Story: It is a melancholy story of a forlorn man who is crippled by an accident. Based on Moti Nandy’s eponymous novel, the film delves into the insecurity and dilemma of the man
From Koni to Striker and Parapar — Moti Nandi’s novels have been translated into films quite a few times. The author’s gritty tales of struggling athletes have generally been well received by the Bengali audience. However, it was an uphill task to make a film on his intense works on human relationships like Baranda. Despite Reshmi Mitra's effort, the end product is a two-hour-12-minute film that verges on boredom.
Baranda is a story of a forlorn man, Girijapati Biswas (Bratya Basu). It is not a story that is driven by its plot. It is a gradual revelation of human relationships and its intricacies. Not impeccably honest, Girija become housebound after he met with a massive accident that almost makes him a cripple. His solitude turns him irritable and cynical, as he sits at his balcony watching the world go by. Runu (Rituparna Sengupta), Girija’s wife, is now the sole bread-earner for her family. She deals with her husband's irritability in her own way and most of the time she gives him some solace and company while sitting with him at the balcony. However, the film makes it evident that their conjugal life is strained. Meanwhile, Girija’s distant cousin, Ambar (Shaheb Bhattacharjee) — a footballer — starts living in their house as a paying guest and Runu finds a new man in her life. Girija can smell their intimacy but keeps mum. Instead, he indulges and nurtures grim ideas, suspicions and insecurity in his head. And there is Mohan (Sumitro Banerjee), Girija’s former colleague, whom he suspects to be behind his accident. Again, he doesn’t talk about his suspicion. Girija’s mind is the only breeding ground of his suspects and cynicism. Mohan is lecherous and currently is in a relationship with Buli (Manali Dey), a half blind, ugly young girl. However, things become complicated when Girija meets Buli as both of them find comfort in each other’s physical challenges.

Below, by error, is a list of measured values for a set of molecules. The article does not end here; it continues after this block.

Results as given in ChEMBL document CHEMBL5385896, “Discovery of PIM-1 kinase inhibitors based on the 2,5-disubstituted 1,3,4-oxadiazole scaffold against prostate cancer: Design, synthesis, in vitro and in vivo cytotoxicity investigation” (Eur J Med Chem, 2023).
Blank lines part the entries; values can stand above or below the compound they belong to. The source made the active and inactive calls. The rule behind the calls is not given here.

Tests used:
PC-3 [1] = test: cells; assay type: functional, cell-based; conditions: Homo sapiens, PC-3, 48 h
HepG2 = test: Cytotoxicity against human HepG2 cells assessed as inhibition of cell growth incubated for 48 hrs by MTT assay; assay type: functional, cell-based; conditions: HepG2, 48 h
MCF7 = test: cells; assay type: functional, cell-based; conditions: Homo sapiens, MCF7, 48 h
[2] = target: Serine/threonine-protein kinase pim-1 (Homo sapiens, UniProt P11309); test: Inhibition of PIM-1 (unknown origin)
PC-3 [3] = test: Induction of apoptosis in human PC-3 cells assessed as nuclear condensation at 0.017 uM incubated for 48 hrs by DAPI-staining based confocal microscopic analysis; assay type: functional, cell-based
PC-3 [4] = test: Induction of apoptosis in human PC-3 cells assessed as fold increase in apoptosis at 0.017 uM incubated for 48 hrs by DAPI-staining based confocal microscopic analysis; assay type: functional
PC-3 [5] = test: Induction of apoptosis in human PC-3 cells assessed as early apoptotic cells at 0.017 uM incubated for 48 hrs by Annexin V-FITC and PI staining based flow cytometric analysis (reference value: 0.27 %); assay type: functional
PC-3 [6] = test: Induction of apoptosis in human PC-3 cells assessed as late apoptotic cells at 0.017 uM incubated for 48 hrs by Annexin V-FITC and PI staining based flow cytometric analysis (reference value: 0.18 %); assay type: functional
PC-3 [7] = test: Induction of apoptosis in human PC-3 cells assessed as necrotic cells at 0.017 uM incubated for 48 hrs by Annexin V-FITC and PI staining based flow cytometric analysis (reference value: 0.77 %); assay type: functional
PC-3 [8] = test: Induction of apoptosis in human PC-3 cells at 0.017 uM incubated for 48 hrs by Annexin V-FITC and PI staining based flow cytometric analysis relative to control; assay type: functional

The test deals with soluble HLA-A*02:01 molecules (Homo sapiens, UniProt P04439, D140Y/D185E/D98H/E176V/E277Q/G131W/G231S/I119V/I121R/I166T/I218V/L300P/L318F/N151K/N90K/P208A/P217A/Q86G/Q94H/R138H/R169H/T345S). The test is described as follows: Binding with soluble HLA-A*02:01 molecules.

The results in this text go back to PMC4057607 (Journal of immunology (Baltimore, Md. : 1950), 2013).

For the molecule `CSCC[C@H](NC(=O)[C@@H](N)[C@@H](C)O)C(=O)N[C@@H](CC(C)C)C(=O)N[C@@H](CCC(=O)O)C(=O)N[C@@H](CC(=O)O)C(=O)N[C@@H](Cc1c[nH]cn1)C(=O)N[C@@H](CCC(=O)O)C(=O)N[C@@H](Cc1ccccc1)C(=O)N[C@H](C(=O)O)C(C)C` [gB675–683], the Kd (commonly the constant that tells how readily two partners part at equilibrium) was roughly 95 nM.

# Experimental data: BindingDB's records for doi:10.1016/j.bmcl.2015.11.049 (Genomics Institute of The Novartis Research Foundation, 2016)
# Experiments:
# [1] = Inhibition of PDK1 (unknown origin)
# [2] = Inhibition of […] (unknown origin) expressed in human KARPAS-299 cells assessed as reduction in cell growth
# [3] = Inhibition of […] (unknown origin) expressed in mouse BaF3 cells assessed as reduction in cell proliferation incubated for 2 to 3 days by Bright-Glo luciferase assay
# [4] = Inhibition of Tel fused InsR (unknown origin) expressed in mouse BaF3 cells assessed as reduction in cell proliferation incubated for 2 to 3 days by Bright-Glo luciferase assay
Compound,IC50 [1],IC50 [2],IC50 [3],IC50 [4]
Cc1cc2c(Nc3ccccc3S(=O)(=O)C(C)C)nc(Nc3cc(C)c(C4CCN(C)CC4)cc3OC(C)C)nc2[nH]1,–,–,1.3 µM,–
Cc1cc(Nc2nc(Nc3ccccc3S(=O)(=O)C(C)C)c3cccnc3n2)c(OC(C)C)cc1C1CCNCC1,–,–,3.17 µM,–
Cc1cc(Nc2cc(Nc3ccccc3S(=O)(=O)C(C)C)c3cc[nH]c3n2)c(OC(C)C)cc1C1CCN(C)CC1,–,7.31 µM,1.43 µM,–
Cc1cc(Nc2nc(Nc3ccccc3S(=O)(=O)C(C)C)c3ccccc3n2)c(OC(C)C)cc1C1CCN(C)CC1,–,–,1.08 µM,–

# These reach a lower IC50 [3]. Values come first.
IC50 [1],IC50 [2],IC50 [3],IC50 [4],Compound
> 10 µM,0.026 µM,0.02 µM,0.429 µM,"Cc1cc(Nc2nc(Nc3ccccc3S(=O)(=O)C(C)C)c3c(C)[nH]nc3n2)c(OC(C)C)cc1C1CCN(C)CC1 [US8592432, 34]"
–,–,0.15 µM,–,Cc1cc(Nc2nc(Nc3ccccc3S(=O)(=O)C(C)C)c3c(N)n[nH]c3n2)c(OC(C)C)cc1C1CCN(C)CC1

The actors put up a valiant fight with their performances to salvage the sloppy script. To make Girijapati’s character convincing, Bratya successfully adapts a certain mannerism. He looks real in Girija's grief and meekness. Despite consistent brilliance, Rituparna goes a bit overboard when her character, Runu, confronts heartbreak. Shaheb, on the other hand, is underutilised. The crisis of Ambar is not fully explored in the film. Painted with many shades of grey, Mohan's character is well presented by Sumitro. Manali as Buli makes a late entry but does justice to her portrayal.
Baranda is not a contemporary story but the director does not make any attempt to give it a period-film look. While the film showcases some fantastic frames of the old charm of Kolkata, the filter that is used to show the flashback looks hideous.
Overall, the film is too long with sloppy storytelling. The novel is still much more entertaining than its big screen depiction.